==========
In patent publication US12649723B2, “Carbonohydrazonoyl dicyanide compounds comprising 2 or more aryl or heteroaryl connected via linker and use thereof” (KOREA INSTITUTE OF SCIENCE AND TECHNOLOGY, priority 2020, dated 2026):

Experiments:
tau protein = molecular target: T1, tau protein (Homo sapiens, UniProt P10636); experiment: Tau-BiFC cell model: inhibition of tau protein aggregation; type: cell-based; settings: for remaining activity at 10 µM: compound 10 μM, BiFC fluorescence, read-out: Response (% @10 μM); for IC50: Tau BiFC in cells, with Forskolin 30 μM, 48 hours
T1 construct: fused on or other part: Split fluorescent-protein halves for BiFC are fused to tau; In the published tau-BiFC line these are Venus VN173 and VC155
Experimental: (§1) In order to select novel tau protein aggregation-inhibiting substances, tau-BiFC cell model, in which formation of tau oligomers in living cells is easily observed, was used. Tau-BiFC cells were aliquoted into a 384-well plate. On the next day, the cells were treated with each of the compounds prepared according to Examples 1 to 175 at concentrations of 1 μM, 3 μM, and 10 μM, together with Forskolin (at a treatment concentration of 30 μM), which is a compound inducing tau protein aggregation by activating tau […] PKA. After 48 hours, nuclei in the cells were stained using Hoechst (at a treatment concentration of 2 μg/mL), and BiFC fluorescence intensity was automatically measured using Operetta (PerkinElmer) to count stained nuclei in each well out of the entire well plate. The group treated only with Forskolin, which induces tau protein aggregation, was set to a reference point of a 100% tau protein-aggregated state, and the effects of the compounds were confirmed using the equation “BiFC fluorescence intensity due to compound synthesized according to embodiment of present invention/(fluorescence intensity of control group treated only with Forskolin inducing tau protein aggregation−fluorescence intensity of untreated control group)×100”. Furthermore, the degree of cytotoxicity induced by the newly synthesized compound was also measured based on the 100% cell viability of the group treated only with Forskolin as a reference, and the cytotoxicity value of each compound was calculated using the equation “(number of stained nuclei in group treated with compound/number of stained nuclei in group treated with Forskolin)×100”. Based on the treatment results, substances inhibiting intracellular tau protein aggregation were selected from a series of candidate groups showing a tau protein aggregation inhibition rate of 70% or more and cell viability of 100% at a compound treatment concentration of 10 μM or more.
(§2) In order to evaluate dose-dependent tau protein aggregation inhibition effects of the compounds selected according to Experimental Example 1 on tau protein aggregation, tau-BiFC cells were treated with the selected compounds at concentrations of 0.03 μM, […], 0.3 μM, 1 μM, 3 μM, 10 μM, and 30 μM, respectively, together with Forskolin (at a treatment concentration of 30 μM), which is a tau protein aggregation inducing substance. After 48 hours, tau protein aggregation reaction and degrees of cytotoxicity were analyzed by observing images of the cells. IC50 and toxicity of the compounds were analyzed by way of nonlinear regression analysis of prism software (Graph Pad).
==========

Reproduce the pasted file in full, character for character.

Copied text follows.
In patent publication US12649723B2, “Carbonohydrazonoyl dicyanide compounds comprising 2 or more aryl or heteroaryl connected via linker and use thereof” (KOREA INSTITUTE OF SCIENCE AND TECHNOLOGY, priority 2020, dated 2026):

Experiments:
tau protein = molecular target: T1, tau protein (Homo sapiens, UniProt P10636); experiment: Tau-BiFC cell model: inhibition of tau protein aggregation; type: cell-based; settings: for remaining activity at 10 µM: compound 10 μM, BiFC fluorescence, read-out: Response (% @10 μM); for IC50: Tau BiFC in cells, with Forskolin 30 μM, 48 hours
T1 construct: fused on or other part: Split fluorescent-protein halves for BiFC are fused to tau; In the published tau-BiFC line these are Venus VN173 and VC155
Experimental: (§1) In order to select novel tau protein aggregation-inhibiting substances, tau-BiFC cell model, in which formation of tau oligomers in living cells is easily observed, was used. Tau-BiFC cells were aliquoted into a 384-well plate. On the next day, the cells were treated with each of the compounds prepared according to Examples 1 to 175 at concentrations of 1 μM, 3 μM, and 10 μM, together with Forskolin (at a treatment concentration of 30 μM), which is a compound inducing tau protein aggregation by activating tau […] PKA. After 48 hours, nuclei in the cells were stained using Hoechst (at a treatment concentration of 2 μg/mL), and BiFC fluorescence intensity was automatically measured using Operetta (PerkinElmer) to count stained nuclei in each well out of the entire well plate. The group treated only with Forskolin, which induces tau protein aggregation, was set to a reference point of a 100% tau protein-aggregated state, and the effects of the compounds were confirmed using the equation “BiFC fluorescence intensity due to compound synthesized according to embodiment of present invention/(fluorescence intensity of control group treated only with Forskolin inducing tau protein aggregation−fluorescence intensity of untreated control group)×100”. Furthermore, the degree of cytotoxicity induced by the newly synthesized compound was also measured based on the 100% cell viability of the group treated only with Forskolin as a reference, and the cytotoxicity value of each compound was calculated using the equation “(number of stained nuclei in group treated with compound/number of stained nuclei in group treated with Forskolin)×100”. Based on the treatment results, substances inhibiting intracellular tau protein aggregation were selected from a series of candidate groups showing a tau protein aggregation inhibition rate of 70% or more and cell viability of 100% at a compound treatment concentration of 10 μM or more.
(§2) In order to evaluate dose-dependent tau protein aggregation inhibition effects of the compounds selected according to Experimental Example 1 on tau protein aggregation, tau-BiFC cells were treated with the selected compounds at concentrations of 0.03 μM, […], 0.3 μM, 1 μM, 3 μM, 10 μM, and 30 μM, respectively, together with Forskolin (at a treatment concentration of 30 μM), which is a tau protein aggregation inducing substance. After 48 hours, tau protein aggregation reaction and degrees of cytotoxicity were analyzed by observing images of the cells. IC50 and toxicity of the compounds were analyzed by way of nonlinear regression analysis of prism software (Graph Pad).